Nicky Watson Elected as RIBA Vice President

Nicky Watson Elected as RIBA Vice President

Nicky Watson, Director of Newcastle-based JDDK Architects, has been elected as RIBA Vice President for Education.

Originally from Kent, Nicky studied Architecture at Newcastle University, joining what was then Jane Darbyshire Associates in 1993, becoming a Director in 2000. The practice, which rebranded to JDDK Architects in 2017, now employs 20 staff working across the UK with high profile projects such as the recently opened The Sill in Northumberland and  St Columba’s Hospice in Edinburgh contributing to their collection of over 100 Awards over the last 30 years.

In addition to her role as one of the practice’s four Directors, Nicky’s work in the practice as a hands-on architect has been diverse, including in the health, education, veterinary, tourism, residential and commercial sectors, often focusing on projects within the community where complex briefs require extensive interaction and consultation with the end-user clients and members of the public.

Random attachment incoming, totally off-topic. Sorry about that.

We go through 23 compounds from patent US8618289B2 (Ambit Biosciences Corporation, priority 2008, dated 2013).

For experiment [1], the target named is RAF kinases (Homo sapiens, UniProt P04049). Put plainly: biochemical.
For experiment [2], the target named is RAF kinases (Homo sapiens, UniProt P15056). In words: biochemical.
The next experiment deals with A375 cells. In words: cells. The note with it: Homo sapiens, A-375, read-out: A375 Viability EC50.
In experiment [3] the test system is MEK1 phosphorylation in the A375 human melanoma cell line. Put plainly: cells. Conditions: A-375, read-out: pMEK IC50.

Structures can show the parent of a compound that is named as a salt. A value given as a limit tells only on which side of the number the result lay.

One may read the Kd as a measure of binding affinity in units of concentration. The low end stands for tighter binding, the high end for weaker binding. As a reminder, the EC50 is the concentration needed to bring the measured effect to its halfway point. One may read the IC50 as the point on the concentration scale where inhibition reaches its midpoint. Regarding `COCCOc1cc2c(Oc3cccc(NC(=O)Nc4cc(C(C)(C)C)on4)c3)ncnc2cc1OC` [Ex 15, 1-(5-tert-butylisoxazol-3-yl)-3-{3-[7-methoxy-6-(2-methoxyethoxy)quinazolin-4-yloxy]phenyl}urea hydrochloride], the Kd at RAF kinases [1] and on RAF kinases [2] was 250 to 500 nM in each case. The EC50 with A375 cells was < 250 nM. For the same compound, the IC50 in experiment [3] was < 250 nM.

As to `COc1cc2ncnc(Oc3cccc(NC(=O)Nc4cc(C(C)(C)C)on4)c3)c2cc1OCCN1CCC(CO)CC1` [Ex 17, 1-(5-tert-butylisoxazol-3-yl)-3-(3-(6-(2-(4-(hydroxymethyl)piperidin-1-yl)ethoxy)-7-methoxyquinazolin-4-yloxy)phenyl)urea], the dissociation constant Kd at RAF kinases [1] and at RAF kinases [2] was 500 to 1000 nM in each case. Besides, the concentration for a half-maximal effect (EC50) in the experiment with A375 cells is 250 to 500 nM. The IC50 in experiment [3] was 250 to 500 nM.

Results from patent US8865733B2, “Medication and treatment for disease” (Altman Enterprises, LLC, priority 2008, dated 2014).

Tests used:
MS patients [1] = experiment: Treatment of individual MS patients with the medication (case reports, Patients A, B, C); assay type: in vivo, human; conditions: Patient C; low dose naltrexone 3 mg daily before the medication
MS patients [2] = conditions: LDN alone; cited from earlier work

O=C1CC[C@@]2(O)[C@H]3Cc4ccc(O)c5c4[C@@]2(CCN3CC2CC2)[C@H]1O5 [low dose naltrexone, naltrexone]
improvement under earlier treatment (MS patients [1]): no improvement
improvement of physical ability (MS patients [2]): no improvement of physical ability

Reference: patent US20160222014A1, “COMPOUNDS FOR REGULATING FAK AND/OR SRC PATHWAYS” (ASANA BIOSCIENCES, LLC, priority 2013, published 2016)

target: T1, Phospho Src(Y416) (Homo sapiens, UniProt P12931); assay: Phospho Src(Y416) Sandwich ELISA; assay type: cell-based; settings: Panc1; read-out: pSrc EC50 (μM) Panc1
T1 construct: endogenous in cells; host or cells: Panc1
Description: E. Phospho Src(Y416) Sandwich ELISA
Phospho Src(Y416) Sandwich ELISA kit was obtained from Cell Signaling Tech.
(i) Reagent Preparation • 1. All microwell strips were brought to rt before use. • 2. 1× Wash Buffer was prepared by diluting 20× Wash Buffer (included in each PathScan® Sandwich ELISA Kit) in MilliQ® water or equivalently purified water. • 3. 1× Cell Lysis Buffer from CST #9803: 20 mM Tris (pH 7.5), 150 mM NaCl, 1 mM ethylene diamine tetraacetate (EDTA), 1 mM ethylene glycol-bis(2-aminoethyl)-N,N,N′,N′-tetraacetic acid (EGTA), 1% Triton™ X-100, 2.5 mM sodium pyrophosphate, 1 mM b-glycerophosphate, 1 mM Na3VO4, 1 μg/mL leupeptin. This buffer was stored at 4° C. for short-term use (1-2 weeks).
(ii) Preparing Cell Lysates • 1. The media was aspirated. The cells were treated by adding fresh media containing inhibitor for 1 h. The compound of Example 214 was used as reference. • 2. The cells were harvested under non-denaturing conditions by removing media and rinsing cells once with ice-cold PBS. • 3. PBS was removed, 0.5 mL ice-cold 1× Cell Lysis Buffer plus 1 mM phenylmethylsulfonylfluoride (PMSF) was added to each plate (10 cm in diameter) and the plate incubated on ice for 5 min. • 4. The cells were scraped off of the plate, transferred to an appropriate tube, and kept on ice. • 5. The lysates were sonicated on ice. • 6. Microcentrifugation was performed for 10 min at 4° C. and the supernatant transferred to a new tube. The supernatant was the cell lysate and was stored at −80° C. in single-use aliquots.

Nicky has worked with many housing developers and procurers, in both the public and private sectors, in some cases building long-term working relationships that have spanned the full 25 years of her time at JDDK. In addition, affordable family and specialist supportive/care housing has formed a major part of her work in recent years.

Nicky has represented the North East region on the RIBA Council since 2015, is External Examiner of the Master of Architecture course at University of Salford, is a Visiting Fellow at Northumbria University and is an active member of the architectural community in the North East.

She commented, “Whilst it’s business as usual at JDDK, of course, I’m absolutely delighted to have been elected as RIBA Vice President for Education – it’s not only a great honour and a great responsibility, but it’s also an indication of the healthy state of architecture in the North East region. I’m a passionate believer in the role of education in our profession, and the mutual benefits that professional practice and academia can bring to each other.  We owe it not only to the next generation of architects but also to society in general to educate a diverse, highly skilled and innovative profession in order that we have the very best built environment we can and I’m looking forward to contributing to the great work that RIBA does over the next few years.”

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